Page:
Arts center’s new name will memorialize local philanthropist
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Arts center’s new name will memorialize local philanthropist

As part of a gala event on May ‘1, the Bergen Performing Arts Center will formally rename its main performance space. The theater will now be called Russell Berrie Hall, in honor of the late philanthropist and for the foundation that spearheaded the recent campaign to revitalize the facility.

Formerly known as the John Harms Center, the theater closed its doors on April 14, ‘003. A group of community leaders created BergenPAC a few weeks later to preserve the Englewood theater, which was built in 19’6.

"Mr. Berrie was a visionary who was a part of preservation of this theater for decades," said David Rodriguez, executive director of BergenPAC. "The foundation … was one of the key catalysts to rejuvenating this theater and bringing it back to the level of programming that it currently enjoys."

The foundation provided a $3 million matching grant to BergenPAC in late ‘004. Other donors followed, providing sufficient funds for the theater to reopen 18 months later. The grant, which will derive from three sources, will be used to build organizational stability and enhance programming.

The foundation will contribute the first million by matching every gift from PAC board members. The second installment will consist of gifts from center patrons, and the third from the community at large. The foundation awarded the first part of the grant in the summer of ‘005.

"It’s meant to create a larger circle of givers," said Angelica Berrie, president of the Russell Berrie Foundation and chair of the BergenPAC campaign. "It cannot depend on just a few donors. It’s a very challenging thing to fund arts, but it’s so vital to the growth and spirit of the community. It’s why we structured our gift and invite others to join us. It increases the chance of success for this to be a sustainable model in our community."

The PAC is currently testing a program to create a magnet school for the arts, as well as residency programs for area youth. This past fall, it launched a dance school geared toward area young people; more than 300 signed up.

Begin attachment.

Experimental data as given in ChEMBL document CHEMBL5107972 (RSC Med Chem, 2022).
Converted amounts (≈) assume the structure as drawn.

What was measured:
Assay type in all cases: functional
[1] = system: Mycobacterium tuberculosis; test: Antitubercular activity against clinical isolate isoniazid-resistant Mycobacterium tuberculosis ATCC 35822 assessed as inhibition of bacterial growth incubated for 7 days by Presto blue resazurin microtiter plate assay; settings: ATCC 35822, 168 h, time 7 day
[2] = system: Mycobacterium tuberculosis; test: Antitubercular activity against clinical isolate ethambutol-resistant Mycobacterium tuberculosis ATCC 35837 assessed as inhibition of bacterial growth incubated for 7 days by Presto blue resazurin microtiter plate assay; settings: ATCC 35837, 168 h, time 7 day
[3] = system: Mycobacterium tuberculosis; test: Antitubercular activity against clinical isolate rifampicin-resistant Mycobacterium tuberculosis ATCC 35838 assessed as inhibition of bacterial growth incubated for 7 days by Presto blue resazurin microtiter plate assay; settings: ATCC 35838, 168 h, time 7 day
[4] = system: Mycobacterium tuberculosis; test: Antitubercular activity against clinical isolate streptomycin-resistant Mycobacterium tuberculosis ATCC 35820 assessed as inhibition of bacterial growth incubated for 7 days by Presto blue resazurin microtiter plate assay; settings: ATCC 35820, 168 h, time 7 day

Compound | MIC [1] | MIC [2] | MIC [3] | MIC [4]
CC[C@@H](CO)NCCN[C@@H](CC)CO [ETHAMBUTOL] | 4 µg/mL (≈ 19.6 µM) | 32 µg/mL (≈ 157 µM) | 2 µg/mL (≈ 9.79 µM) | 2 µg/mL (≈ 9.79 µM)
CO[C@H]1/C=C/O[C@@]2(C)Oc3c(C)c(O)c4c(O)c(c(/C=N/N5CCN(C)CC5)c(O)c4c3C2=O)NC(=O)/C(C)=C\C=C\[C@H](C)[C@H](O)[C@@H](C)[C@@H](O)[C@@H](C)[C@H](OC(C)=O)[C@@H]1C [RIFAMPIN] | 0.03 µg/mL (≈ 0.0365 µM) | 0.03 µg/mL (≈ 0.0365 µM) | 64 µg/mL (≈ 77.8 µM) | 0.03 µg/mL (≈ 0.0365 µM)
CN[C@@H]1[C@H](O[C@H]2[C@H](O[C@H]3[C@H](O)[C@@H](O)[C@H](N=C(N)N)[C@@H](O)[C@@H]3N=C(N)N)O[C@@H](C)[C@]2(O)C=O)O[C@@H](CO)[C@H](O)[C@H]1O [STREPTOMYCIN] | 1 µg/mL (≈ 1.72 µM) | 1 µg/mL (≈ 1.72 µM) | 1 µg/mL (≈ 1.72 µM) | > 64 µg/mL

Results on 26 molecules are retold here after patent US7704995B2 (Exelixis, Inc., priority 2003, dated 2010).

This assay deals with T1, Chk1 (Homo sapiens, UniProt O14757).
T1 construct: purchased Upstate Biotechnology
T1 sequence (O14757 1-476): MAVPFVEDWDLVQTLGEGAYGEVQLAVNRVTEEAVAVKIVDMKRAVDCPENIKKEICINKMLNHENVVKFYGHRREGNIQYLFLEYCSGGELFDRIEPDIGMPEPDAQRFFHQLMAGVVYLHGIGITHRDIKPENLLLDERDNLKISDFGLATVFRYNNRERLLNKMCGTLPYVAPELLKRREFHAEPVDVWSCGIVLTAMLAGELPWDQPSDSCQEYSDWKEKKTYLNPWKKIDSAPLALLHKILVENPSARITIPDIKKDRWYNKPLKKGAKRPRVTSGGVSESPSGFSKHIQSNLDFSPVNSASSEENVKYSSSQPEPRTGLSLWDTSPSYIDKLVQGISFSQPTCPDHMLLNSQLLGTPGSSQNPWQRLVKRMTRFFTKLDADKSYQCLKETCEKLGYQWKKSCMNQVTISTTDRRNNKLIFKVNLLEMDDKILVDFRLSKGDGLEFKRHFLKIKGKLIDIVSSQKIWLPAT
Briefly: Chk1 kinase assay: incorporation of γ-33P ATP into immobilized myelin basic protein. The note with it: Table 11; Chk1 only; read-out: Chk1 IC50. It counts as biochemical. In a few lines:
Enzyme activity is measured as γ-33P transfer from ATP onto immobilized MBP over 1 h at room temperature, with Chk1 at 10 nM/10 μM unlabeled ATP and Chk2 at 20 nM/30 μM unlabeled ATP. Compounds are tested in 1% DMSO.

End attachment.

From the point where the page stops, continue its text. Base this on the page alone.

"We feel that we are going to continue to raise the bar on the quality of the presentations you see at the theater, but most importantly the quality and outreach of the education programs [offered by] the theater," Rodriguez said.

The May ‘1 event will feature performers Tony Bennett and Dionne Warwick, among others. All proceeds will go toward BergenPAC’s educational initiatives.

"I would like for it [BergenPAC] to be a vibrant gathering place," Berrie said. "Kids who are never exposed to arts can’t possibly appreciate it. That’s my goal: for the kids to have a place to enjoy everything the arts have to offer."

Created in 1985, the nonprofit Russell Berrie Foundation seeks to promote the continuity and enrichment of Jewish communal life. Russell Berrie was on the board of the John Harms Center for many years and was personally a great admirer of Harms himself, Berrie said.

"It really is from the heart," Rodriguez said. "Mr. Berrie, during the time I knew him, and Angelica, who has kept that same flame burning, have been leaders in so many areas. There really is no one I could think of that would be more appropriate to name that hall after."

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